Post by dreadlocksmile on Feb 11, 2011 10:18:05 GMT
First published in April 2011 by ChiZine Publications, David Nickle’s novel of eerie horror entitled ‘Eutopia’ sets down a firm and establishing platform for the Canadian author to show the world his dark and imaginative capabilities.
DLS Synopsis: Set in the bygone year of 1911, Jason Thistledown lays down his deceased mother in their nearby barn, leaving the seventeen-year-old alone in the world once and for all. With spring on its way and the unforgiving snow finally thawing, Jason sets his mind to finally burying his mother. But with the sudden arrival of a long-lost and never-before-heard-of Aunt Germaine, Jason learns that not only did his blessed mother die from a lethal dose of an unknown illness, but so has the entire town of Cracked Wheel of which they resided. Together, Jason and his newly-acquainted Aunt leave the now silent town of Cracked Wheel for the utopian mill town of Eliada, nestled in the picturesque mountainside of Idaho.
Meanwhile, things in Eliada aren’t going quite as peacefully as the town’s founder, Garrison Harper, would have liked. A band of Klu Klux Klan members ambush the negro doctor Andrew Waggoner for hanging; but first, they have their cruel eyes set on the deformed hospital resident known to those that are aware of his presence as ‘Mr Juke’. However their attempt at hanging this strange mute mysteriously fails and their follow-up lynching of the doctor is halted with the gallant arrival of the local Sam Green.
Upon arriving at this recently troubled but supposedly utopian town, Jason is thrust into near madness when he is suddenly tied down to be left overnight in the darkened confines of the strangely elaborate ‘quarantine’ section of the hospital. There he witnesses ungodly miniature demons and a haunting figure lording over the hideous creatures. How can he tell anyone of what he witnessed that night? And who indeed would even believe him? For is his own sanity actually what is now in question?
Somewhere in the middle of it all is a dark and tangled web of corruption, set about by the hospital’s lead practitioner Nell Bergstrom and his connection with Aunt Germaine Frost and their questionable work with eugenics. There are strange forces at work here and Jason Thistledown, together with the help of Dr Waggoner, are suddenly in the thick of it all. But the secrets that inhabit the serene setting of Eliada are far darker and more terrifying than either of them would ever have imagined. For Eliada is a far cry from anything that should ever be called utopia…
DLS Review: Nickle sets off the tale with a quietly cautious undertone of unseen terror, gradually grinding in an almost overwhelming feeling of clinging tension to the hidden core of the story. As the plot slowly peels away its layers, with the characterisation of our two principal protagonists already masterfully established, the haunting visions of this dark secret begin to emerge with the staggering impact of a charging leviathan.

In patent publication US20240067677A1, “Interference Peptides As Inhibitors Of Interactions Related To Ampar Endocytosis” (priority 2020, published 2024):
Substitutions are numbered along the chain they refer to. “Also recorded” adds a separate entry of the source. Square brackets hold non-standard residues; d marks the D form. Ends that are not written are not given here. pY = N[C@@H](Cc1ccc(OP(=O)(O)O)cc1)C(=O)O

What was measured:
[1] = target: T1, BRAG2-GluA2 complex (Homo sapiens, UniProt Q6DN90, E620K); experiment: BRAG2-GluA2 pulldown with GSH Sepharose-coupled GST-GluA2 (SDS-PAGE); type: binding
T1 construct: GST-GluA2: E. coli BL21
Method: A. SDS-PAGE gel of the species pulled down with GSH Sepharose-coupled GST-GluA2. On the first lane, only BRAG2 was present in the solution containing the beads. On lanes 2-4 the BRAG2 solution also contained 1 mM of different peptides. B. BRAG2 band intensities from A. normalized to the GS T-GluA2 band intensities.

Where the novel really succeeds above all else is the almost palpable and oppressive atmosphere that lingers over every page; saturating each and every word with its clinging and unrelenting gloominess. The reader quickly becomes swallowed up in this haunting cloud of constant impending doom, which allows Nickle, when the time is right and the reader is truly on edge with the tale, to suddenly delve deep into his twisted imagination, bringing forth monumental visions that haunt, terrify and chill to the bone.
Gratuitous and explicit images of the horror on hand is never overly thrust into the face of the reader, but instead is allowed to become exposed during gut-wrenching snippets of terrifying action, then laid low to smoulder in the readers mind until the next exposure to the true horror of the novel is unleashed.
With that said, one particular scene does hail further into the horrific and downright disturbing than the majority of the book purposefully participates in. Here instead, Nickle wreaks havoc with the reader’s senses, as he carves out a grotesque and painstakingly descriptive scene detailing the appalling labour and birth of one of the demon-like creatures unto the ravaged form of a young girl.
‘Eutopia’ is an elaborate novel, pulling together intricate interwoven subplots, with a dark and eerie mystery constantly behind it all. Mark Morris’s forceful but swift visions of the grotesque, mixed with elements of early Clive Barker dark fiction, with the final all-encompassing visionary of Lovecraft knitted in for good measure.
The novel is as chaotic as it is inspired. The levels and layers that form the crux of the plot are ingenious in their creation. The delivery is gripping, enthralling and utterly engaging from the outset to the near-epic finale. Nickle never once backs away from taking on the darker route. Instead he embraces the numerous twists and turns that see the storyline fall deeper and deeper into an abyss of abominable corruption.
David Nickle has reincarnated Lovecraft and spun a new direction for the terror that is to follow. This is certainly not the last we will have heard from this talented new face in horror.